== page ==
19. Grabe, M., & Grabe, C. (2007). Integrating technology for meaningful learning (5th ed.). Boston, NY: Houghton Mifflin.
  20. Grimus, M. (2000, 21 - 25 Aug ). ICT and multimedia in the primary school. Paper presented at the 16th conference on educational uses of information and communication technologies, Beijing, China.
  21. Iding, M., Crosby, M. E., & Speitel, T. (2002). Teachers and technology: Beliefs and practices. International Journal of Instructional Media, 29(2), 153-171.
  22. Kelleher, P. (2000). A review of recent developments in the use of information communication technologies (ICT) in science classrooms. Australian Science Teachers Journal, 46(1), 33-38.
  23. Korte, W. B., & Hüsing, T. (2007). Benchmarking access and use of ICT in European schools 2006: Results from Head Teacher and A Classroom Teacher Surveys in 27 European countries. eLearning Papers, 2(1), 1-6.
  24. Lefebvre, S., Deaudelin, D., & Loiselle, J. (2006, 27th - 30th November). ICT implementation stages of primary school teachers: The practices and conceptions of teaching and learning. Paper presented at the Australian Association for Research in Education National Conference, Adelaide, Australia.
  25. Lewis, S. (2003). Enhancing teaching and learning of science through use of ICT: Methods and materials. School Science Review, 84(309), 41-51.
  26. Murphy, C. (2006). The impact of ICT on primary science In P. Warwick, E. Wilson & M. Winterbottom (Eds.), Teaching and Learning Primary Science with ICT (pp. 13-32). Berkshire, England: Open University Press.
  27. Newhouse, P. (2002). Literature review: The impact of ICT on learning and teaching, Perth, Western Australia: Department of Education.
  28. Newton, L., & Rogers, L. (2003). Thinking frameworks for planning ICT in science lessons. School Science Review, 84(309), 113-119.
  29. Osborne, J., & Collins, S. (2000). Pupils’ and parents’ views of the school science curriculum. London: King's College London.
  30. Osborne, J., & Hennessy, S. (2003). Literature review in science education and the role of ICT: Promise, problems and future directions. London: Futurelab.
  31. Özden, M. (2007). Problems with science and technology education in Turkey. Eurasia Journal of Mathematics, Science & Technology Education, 3(2), 157-161.
  32. Pelgrum, W. J. (2001). Obstacles to the integration of ICT in education: results from a worldwide educational assessment. Computers & Education, 37, 163-178.
  33. Pickersgill, D. (2003). Effective use of the Internet in science teaching. School Science Review, 84(309), 77-86.
  34. Romeo, G. I. (2006). Engage, empower, enable: Developing a shared vision for technology in education In M. S. Khine (Ed.), Engaged Learning and Emerging Technologies. The Netherlands: Springer Science.
  35. Sager, A. (2001). Evaluation of educational software for high school students in Saudi Arabia. Unpublished master’s thesis, King Saud University, Riyadh, Saudi Arabia.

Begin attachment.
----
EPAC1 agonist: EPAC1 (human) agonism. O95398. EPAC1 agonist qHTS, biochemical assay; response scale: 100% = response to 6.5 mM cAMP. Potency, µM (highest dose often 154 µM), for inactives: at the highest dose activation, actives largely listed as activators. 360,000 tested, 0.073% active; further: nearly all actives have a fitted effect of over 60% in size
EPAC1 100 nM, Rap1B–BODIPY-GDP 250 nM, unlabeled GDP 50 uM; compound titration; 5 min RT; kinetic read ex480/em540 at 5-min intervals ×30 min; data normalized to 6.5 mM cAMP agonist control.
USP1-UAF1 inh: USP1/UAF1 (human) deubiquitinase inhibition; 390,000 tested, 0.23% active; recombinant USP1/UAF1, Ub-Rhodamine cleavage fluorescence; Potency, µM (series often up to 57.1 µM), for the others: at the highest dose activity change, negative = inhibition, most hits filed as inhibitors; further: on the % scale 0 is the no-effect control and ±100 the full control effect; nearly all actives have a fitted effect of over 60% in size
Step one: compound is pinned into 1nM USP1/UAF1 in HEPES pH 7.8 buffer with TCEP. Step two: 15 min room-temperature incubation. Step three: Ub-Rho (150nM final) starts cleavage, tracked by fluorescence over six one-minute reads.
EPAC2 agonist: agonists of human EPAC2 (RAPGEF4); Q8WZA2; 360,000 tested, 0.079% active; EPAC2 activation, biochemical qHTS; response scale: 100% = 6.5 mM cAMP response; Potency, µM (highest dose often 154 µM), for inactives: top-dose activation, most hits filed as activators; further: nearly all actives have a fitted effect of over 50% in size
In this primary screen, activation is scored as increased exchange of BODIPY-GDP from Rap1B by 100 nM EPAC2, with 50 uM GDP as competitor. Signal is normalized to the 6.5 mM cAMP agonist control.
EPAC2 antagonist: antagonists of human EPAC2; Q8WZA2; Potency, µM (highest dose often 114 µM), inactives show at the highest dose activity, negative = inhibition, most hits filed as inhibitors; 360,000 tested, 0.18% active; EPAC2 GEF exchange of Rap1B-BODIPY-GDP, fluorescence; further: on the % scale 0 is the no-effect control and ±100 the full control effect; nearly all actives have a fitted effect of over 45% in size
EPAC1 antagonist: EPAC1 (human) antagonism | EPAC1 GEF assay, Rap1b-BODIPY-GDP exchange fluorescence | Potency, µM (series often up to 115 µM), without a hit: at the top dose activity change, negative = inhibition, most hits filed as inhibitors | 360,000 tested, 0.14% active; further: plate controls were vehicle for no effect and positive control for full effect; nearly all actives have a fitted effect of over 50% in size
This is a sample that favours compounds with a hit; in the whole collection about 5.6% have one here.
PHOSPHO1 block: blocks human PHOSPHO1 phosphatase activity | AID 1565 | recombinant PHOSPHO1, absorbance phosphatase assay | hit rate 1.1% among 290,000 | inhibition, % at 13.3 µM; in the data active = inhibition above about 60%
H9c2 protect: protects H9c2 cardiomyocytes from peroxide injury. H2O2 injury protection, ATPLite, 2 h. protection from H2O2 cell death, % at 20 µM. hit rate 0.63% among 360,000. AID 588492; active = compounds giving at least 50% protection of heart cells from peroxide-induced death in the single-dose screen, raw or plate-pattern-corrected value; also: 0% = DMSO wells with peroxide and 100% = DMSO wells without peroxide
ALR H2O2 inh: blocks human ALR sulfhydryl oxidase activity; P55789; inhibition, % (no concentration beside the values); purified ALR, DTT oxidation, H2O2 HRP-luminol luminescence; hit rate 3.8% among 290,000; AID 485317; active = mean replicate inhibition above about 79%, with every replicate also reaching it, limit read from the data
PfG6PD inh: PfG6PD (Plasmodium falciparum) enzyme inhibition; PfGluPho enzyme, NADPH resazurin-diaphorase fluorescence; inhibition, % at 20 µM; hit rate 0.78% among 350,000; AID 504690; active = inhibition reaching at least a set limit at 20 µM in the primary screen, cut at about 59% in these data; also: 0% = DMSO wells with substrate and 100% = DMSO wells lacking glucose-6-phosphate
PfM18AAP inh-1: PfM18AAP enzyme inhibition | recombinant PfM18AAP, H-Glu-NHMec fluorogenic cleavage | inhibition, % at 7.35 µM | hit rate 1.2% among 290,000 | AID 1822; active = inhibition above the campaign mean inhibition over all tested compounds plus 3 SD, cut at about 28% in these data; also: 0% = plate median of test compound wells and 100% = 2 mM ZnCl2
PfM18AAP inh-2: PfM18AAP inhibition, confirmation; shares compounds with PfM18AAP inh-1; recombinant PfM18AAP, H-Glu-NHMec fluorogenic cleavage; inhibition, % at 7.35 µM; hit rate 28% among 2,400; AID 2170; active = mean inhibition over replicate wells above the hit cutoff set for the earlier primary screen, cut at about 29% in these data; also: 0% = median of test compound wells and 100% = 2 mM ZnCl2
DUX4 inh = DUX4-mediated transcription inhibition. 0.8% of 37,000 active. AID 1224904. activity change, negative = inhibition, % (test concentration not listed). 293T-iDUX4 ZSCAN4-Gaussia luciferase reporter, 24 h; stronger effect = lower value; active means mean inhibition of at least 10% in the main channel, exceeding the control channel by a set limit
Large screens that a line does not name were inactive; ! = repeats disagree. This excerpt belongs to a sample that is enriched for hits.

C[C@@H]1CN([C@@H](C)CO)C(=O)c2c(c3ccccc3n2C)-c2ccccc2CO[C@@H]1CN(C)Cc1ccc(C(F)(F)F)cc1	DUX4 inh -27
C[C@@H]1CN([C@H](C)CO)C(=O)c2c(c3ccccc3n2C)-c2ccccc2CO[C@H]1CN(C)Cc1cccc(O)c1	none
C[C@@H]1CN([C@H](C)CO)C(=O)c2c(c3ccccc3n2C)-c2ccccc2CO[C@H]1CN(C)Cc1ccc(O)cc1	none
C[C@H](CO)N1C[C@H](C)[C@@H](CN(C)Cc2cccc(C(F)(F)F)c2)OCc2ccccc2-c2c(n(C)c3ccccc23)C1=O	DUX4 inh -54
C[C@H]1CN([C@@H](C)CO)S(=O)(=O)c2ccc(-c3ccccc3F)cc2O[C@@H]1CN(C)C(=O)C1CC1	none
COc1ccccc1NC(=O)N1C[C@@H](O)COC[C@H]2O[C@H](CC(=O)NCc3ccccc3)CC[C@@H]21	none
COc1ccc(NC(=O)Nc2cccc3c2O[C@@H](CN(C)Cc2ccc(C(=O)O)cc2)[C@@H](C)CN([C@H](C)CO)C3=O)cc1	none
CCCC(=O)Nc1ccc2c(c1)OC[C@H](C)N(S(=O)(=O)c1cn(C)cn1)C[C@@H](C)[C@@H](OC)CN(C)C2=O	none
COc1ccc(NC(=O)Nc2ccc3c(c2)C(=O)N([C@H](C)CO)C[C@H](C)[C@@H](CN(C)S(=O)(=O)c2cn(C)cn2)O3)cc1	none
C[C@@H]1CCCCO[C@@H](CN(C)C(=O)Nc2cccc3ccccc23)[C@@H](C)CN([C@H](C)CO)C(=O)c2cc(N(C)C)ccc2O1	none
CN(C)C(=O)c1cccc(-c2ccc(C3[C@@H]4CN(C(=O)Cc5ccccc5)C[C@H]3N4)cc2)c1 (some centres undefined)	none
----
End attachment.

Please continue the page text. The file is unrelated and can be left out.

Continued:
36. Schoepp, K. (2005). Barriers to technology integration in a technology-rich environment. Learning and Teaching in Higher Education: Gulf Perspectives, 2(1), 1-24.
  37. Shamatha, J. H., Peressini, D., & Meymaris, K. (2004). Technology-supported mathematics activities situated within an effective learning environment theoretical framework. Contemporary Issues in Technology and Teacher Education, 3(4), 362-381.
  38. Sicilia, C. (2005). The Challenges and Benefits to Teachers' Practices in Constructivist Learning Environments Supported by Technology. Unpublished master’s thesis, McGill University, Montreal.
  39. Skinner, N. C., & Preece, P. F. W. (2003). The use of information and communications technology to support the teaching of science in primary schools. International Journal of Science Education, 25(2), 205-219.
  40. Toprakci, E. (2006). Obstacles at integration of schools into information and communication technologies by taking into consideration the opinions of the teachers and principals of primary and secondary schools in Turkey. Journal of Instructional Science and Technology (e-JIST), 9(1), 1-16.
  41. Watson, G. (1999). Barriers to the integration of the Internet into teaching and learning: Professional development. Paper presented at the Asia Pacific Regional Internet Conference on Operational Technologies.
  42. Wong, A. F. L., Quek, C.-L., Divaharan, S., Liu, W.-C., Peer, J., & Williams, M. D. (2006). Singapore students' and teachers' perceptions of computer-supported Project Work classroom learning environments. Journal of Research on Technology in Education, 38(4), 449-479.
  43. Yelland, N. (2001). Teaching and learning with information and communication technologies (ICT) for numeracy in the early childhood and primary years of schooling. Australia: Department of Education, Training and Youth Affairs.
  44. Zhang, P., & Aikman, S. (2007). Attitudes in ICT Acceptance and use. In J. Jacko (Ed.), Human-Computer Interaction, Part I (pp. 1021-1030). Syracuse, NY: Springer-Verlag Berlin Heidelberg.